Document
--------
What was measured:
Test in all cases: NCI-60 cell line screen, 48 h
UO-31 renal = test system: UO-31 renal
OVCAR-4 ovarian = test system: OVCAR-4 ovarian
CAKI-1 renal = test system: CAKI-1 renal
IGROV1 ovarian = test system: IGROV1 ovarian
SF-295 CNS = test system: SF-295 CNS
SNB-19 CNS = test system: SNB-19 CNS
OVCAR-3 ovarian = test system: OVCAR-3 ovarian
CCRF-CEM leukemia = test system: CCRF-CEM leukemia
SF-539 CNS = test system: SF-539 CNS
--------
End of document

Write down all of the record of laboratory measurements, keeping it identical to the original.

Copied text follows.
What was measured:
Test in all cases: NCI-60 cell line screen, 48 h
UO-31 renal = test system: UO-31 renal
OVCAR-4 ovarian = test system: OVCAR-4 ovarian
CAKI-1 renal = test system: CAKI-1 renal
IGROV1 ovarian = test system: IGROV1 ovarian
SF-295 CNS = test system: SF-295 CNS
SNB-19 CNS = test system: SNB-19 CNS
OVCAR-3 ovarian = test system: OVCAR-3 ovarian
CCRF-CEM leukemia = test system: CCRF-CEM leukemia
SF-539 CNS = test system: SF-539 CNS